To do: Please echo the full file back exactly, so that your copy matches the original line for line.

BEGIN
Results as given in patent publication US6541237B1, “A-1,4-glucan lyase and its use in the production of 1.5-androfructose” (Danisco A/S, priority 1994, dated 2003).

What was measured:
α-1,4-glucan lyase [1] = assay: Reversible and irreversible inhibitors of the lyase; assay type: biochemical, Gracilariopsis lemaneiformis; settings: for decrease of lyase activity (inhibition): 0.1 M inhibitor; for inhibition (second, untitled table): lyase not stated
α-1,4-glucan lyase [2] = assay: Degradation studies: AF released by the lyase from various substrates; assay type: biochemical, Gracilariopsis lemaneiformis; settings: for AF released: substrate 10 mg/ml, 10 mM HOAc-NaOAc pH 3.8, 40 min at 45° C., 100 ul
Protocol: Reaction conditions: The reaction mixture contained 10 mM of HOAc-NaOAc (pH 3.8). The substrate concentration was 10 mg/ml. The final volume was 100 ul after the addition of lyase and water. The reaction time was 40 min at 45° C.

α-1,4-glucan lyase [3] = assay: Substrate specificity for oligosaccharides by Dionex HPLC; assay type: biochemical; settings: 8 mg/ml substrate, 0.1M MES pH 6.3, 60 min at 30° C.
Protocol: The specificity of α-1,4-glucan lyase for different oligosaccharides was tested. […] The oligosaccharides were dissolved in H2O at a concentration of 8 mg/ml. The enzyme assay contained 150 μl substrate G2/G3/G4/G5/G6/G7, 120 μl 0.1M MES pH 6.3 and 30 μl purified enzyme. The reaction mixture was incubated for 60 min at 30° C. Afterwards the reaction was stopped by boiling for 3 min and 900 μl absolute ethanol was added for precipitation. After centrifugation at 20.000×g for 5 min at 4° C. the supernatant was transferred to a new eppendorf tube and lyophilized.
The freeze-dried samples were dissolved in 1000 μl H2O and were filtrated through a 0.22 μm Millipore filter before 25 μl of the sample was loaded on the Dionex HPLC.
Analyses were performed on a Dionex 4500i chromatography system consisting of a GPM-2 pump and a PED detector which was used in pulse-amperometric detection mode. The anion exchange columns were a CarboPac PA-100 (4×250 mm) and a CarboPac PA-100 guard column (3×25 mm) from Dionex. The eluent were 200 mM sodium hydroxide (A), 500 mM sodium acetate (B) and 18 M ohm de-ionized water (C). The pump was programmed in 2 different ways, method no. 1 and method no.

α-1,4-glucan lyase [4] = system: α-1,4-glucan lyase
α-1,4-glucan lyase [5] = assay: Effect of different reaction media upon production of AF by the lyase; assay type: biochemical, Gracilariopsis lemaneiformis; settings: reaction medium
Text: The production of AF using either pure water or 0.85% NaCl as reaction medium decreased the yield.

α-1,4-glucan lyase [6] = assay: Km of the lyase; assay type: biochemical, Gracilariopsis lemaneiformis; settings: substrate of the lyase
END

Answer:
Results as given in patent publication US6541237B1, “A-1,4-glucan lyase and its use in the production of 1.5-androfructose” (Danisco A/S, priority 1994, dated 2003).

What was measured:
α-1,4-glucan lyase [1] = assay: Reversible and irreversible inhibitors of the lyase; assay type: biochemical, Gracilariopsis lemaneiformis; settings: for decrease of lyase activity (inhibition): 0.1 M inhibitor; for inhibition (second, untitled table): lyase not stated
α-1,4-glucan lyase [2] = assay: Degradation studies: AF released by the lyase from various substrates; assay type: biochemical, Gracilariopsis lemaneiformis; settings: for AF released: substrate 10 mg/ml, 10 mM HOAc-NaOAc pH 3.8, 40 min at 45° C., 100 ul
Protocol: Reaction conditions: The reaction mixture contained 10 mM of HOAc-NaOAc (pH 3.8). The substrate concentration was 10 mg/ml. The final volume was 100 ul after the addition of lyase and water. The reaction time was 40 min at 45° C.

α-1,4-glucan lyase [3] = assay: Substrate specificity for oligosaccharides by Dionex HPLC; assay type: biochemical; settings: 8 mg/ml substrate, 0.1M MES pH 6.3, 60 min at 30° C.
Protocol: The specificity of α-1,4-glucan lyase for different oligosaccharides was tested. […] The oligosaccharides were dissolved in H2O at a concentration of 8 mg/ml. The enzyme assay contained 150 μl substrate G2/G3/G4/G5/G6/G7, 120 μl 0.1M MES pH 6.3 and 30 μl purified enzyme. The reaction mixture was incubated for 60 min at 30° C. Afterwards the reaction was stopped by boiling for 3 min and 900 μl absolute ethanol was added for precipitation. After centrifugation at 20.000×g for 5 min at 4° C. the supernatant was transferred to a new eppendorf tube and lyophilized.
The freeze-dried samples were dissolved in 1000 μl H2O and were filtrated through a 0.22 μm Millipore filter before 25 μl of the sample was loaded on the Dionex HPLC.
Analyses were performed on a Dionex 4500i chromatography system consisting of a GPM-2 pump and a PED detector which was used in pulse-amperometric detection mode. The anion exchange columns were a CarboPac PA-100 (4×250 mm) and a CarboPac PA-100 guard column (3×25 mm) from Dionex. The eluent were 200 mM sodium hydroxide (A), 500 mM sodium acetate (B) and 18 M ohm de-ionized water (C). The pump was programmed in 2 different ways, method no. 1 and method no.

α-1,4-glucan lyase [4] = system: α-1,4-glucan lyase
α-1,4-glucan lyase [5] = assay: Effect of different reaction media upon production of AF by the lyase; assay type: biochemical, Gracilariopsis lemaneiformis; settings: reaction medium
Text: The production of AF using either pure water or 0.85% NaCl as reaction medium decreased the yield.

α-1,4-glucan lyase [6] = assay: Km of the lyase; assay type: biochemical, Gracilariopsis lemaneiformis; settings: substrate of the lyase